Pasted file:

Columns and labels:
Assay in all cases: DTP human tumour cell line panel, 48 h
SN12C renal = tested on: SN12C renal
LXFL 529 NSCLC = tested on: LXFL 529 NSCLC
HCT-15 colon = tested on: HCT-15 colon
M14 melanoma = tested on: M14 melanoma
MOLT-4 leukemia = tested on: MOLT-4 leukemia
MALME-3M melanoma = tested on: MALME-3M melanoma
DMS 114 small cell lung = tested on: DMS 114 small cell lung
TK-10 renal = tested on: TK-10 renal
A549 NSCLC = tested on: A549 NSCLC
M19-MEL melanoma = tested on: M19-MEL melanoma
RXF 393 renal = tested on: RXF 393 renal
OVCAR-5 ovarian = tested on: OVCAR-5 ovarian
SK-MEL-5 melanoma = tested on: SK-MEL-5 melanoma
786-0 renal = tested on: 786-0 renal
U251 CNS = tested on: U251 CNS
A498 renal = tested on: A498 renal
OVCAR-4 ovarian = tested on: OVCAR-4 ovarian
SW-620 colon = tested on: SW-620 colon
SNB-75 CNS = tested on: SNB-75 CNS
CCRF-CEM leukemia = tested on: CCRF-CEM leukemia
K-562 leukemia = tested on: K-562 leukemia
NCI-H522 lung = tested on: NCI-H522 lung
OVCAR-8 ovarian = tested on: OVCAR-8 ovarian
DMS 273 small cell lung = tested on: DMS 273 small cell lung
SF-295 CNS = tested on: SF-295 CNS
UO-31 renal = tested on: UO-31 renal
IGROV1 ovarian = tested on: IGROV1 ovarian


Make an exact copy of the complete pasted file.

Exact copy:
Columns and labels:
Assay in all cases: DTP human tumour cell line panel, 48 h
SN12C renal = tested on: SN12C renal
LXFL 529 NSCLC = tested on: LXFL 529 NSCLC
HCT-15 colon = tested on: HCT-15 colon
M14 melanoma = tested on: M14 melanoma
MOLT-4 leukemia = tested on: MOLT-4 leukemia
MALME-3M melanoma = tested on: MALME-3M melanoma
DMS 114 small cell lung = tested on: DMS 114 small cell lung
TK-10 renal = tested on: TK-10 renal
A549 NSCLC = tested on: A549 NSCLC
M19-MEL melanoma = tested on: M19-MEL melanoma
RXF 393 renal = tested on: RXF 393 renal
OVCAR-5 ovarian = tested on: OVCAR-5 ovarian
SK-MEL-5 melanoma = tested on: SK-MEL-5 melanoma
786-0 renal = tested on: 786-0 renal
U251 CNS = tested on: U251 CNS
A498 renal = tested on: A498 renal
OVCAR-4 ovarian = tested on: OVCAR-4 ovarian
SW-620 colon = tested on: SW-620 colon
SNB-75 CNS = tested on: SNB-75 CNS
CCRF-CEM leukemia = tested on: CCRF-CEM leukemia
K-562 leukemia = tested on: K-562 leukemia
NCI-H522 lung = tested on: NCI-H522 lung
OVCAR-8 ovarian = tested on: OVCAR-8 ovarian
DMS 273 small cell lung = tested on: DMS 273 small cell lung
SF-295 CNS = tested on: SF-295 CNS
UO-31 renal = tested on: UO-31 renal
IGROV1 ovarian = tested on: IGROV1 ovarian